With talk of tenants being only able to make universal credit applications online, it is quite possible that they will want their housing providers to help guide them through this process. This is where mobile working will have a direct benefit to tenants. Some tenants may have never used the internet before while others simply don’t have the means to get online. One way for housing providers to tackle this is to take the internet direct to their tenants. Certain organisations have already trialled this through the use of mobile devices such as tablets which housing officers can take with them when visiting tenants.
In order to enable flexible and mobile working, which is being driven organically by employees themselves, by housing providers under pressure to cut costs as well as the future needs of tenants, housing providers must ensure that their IT systems are up to the task. A virtual desktop infrastructure (VDI) may be the first step in creating a more mobile environment. VDI removes processes from PCs to a central location which means staff can access the same desktop from any location, on any device.
As well as being very convenient, VDI is also an efficient option for organisations keen to cut costs by, for example, vastly reducing the management overhead of their current PC estate and having a single virtual image to manage. By removing the processing element, VDI can speed up outdated computers and often makes old kit run like new, thus extending the lifespan of the devices and also helping many organisations with the impending end of life of Windows XP. The other benefit of VDI is that mobile devices can act as a portable interface for all on- and off-site activities, with the added advantage of offering rock-solid business continuity if staff can’t make it into the office.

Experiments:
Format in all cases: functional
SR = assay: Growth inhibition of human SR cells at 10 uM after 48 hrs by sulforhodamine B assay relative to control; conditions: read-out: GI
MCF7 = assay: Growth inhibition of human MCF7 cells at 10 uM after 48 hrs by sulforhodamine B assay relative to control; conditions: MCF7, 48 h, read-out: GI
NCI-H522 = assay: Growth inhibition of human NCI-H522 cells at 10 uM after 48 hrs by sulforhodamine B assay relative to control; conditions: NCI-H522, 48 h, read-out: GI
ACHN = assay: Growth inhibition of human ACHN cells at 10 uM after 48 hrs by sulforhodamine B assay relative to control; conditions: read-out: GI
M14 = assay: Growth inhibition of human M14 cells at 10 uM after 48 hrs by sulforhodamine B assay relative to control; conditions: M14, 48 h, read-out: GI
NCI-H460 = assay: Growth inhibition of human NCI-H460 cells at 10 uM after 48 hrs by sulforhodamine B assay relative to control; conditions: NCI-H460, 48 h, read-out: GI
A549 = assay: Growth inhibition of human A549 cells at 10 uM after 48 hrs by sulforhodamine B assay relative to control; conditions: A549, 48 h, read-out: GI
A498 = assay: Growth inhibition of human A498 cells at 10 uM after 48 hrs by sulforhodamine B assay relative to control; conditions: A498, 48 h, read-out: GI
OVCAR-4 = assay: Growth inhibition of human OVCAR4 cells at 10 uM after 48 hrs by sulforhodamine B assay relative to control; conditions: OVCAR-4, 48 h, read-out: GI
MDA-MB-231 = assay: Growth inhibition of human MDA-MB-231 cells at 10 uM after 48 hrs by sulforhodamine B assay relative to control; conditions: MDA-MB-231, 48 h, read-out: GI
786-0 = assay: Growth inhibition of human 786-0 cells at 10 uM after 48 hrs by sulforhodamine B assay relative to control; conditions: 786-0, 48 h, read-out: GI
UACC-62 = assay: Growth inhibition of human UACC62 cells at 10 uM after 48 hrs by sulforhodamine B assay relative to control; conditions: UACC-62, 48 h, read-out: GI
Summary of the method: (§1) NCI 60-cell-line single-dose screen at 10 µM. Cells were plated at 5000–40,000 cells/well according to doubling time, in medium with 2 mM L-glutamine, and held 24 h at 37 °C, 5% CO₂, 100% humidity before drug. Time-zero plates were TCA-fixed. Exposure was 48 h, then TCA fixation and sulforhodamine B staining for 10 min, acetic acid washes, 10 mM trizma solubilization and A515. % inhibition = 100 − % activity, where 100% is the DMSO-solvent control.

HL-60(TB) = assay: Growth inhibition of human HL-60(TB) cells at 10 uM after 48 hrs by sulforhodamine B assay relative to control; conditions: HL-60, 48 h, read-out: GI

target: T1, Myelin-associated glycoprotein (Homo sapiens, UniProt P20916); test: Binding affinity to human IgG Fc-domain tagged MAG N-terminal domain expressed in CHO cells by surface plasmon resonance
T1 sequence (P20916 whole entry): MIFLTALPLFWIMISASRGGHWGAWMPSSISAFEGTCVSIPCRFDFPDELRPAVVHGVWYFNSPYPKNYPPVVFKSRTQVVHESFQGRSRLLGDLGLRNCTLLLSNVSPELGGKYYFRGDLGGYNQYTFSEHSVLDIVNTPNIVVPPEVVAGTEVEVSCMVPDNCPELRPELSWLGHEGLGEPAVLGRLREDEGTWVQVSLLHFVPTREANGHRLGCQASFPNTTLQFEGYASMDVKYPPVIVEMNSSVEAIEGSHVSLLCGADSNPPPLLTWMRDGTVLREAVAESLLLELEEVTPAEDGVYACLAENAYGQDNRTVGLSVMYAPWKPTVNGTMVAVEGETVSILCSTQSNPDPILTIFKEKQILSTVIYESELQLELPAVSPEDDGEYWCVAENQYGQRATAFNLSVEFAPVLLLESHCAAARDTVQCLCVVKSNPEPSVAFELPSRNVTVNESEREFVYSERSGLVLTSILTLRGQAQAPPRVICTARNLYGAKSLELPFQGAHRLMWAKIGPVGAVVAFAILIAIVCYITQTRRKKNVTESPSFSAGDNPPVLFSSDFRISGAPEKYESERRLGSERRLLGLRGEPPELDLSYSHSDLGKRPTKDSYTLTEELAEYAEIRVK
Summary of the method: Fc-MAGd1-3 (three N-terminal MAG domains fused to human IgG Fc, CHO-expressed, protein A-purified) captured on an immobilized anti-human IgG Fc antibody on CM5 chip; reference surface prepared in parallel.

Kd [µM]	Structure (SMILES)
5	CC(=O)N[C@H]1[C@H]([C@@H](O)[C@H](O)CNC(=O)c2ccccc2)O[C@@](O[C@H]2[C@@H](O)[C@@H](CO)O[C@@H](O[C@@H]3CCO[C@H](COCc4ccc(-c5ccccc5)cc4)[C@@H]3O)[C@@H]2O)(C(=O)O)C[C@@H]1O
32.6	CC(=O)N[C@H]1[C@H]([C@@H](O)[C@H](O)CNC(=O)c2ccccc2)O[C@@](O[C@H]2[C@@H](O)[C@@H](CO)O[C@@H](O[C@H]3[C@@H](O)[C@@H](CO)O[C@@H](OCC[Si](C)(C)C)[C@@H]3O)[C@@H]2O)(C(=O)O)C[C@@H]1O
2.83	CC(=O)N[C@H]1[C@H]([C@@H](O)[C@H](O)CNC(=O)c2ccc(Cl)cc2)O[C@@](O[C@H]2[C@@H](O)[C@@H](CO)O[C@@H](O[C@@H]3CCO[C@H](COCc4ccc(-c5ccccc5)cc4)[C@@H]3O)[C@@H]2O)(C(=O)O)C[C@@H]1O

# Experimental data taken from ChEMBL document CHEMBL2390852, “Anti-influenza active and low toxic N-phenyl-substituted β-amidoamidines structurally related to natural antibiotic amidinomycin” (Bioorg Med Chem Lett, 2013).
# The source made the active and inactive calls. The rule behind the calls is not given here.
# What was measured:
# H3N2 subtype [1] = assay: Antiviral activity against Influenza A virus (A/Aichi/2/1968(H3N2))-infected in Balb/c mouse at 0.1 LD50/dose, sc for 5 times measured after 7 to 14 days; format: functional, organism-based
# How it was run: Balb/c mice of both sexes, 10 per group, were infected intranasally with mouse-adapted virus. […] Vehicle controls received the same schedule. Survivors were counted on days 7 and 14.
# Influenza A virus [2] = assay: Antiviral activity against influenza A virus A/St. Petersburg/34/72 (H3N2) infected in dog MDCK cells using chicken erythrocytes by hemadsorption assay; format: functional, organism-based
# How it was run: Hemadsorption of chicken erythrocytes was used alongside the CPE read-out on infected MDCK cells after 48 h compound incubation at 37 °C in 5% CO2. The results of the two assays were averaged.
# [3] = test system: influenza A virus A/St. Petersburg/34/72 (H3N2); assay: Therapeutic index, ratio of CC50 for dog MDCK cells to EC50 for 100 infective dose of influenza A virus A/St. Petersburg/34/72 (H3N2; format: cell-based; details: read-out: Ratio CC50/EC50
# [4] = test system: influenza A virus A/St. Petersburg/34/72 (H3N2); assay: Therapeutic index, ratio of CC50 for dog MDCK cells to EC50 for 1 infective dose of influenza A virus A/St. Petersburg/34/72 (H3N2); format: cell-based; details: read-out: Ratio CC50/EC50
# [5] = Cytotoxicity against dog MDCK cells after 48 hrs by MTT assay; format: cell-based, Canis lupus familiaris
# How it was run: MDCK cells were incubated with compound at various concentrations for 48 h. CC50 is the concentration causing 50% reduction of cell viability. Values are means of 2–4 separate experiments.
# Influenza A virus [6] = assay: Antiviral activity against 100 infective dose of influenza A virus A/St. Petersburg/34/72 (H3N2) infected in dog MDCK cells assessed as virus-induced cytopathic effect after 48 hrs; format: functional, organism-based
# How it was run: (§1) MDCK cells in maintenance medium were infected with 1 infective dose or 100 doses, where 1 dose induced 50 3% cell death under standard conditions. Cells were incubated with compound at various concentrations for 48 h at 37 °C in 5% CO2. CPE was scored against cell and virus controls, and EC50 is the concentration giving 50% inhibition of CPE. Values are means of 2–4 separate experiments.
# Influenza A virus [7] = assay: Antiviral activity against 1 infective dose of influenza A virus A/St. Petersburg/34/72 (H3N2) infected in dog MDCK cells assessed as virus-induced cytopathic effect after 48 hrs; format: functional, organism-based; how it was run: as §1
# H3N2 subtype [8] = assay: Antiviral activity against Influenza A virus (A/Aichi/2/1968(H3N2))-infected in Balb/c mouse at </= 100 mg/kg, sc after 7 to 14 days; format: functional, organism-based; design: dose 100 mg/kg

The BYOD culture of 2013 is likely to accelerate the adoption of VDI as housing providers look for a more solid approach to delivering service to their tenants. It is likely that this will lead to organisations moving to a centralised virtual network infrastructure, meaning that staff can operate much more flexibly, safe in the knowledge that all data is being backed up securely off-site. But in order to achieve this, organisations must ensure their IT provider has a credible solution that prevents data leaks and monitors end-user behaviour, as well as protecting against outside threats.
A holistic approach
Mobile working is suited to any organisation, giving them the power to help staff negotiate changes in legislation but also giving them the ability to work flexibly and thus improve productivity. Not only does this approach boost the brand’s standing in terms of clients and shareholders, it is also a real attraction for potential employees. The most talented jobseekers often stipulate exactly what type of working environment they are looking for, with many opting to join the most flexible workforce. Having constant access to full business systems and being able to decide how and when to work is a great attraction for today’s generation of workers. The holistic, forward-thinking approach to a changing work environment may initially present a challenge for housing providers, but it is one they should fully embrace if they are to thrive in 2013.
Mark Summers is head of technology sales at JMC IT.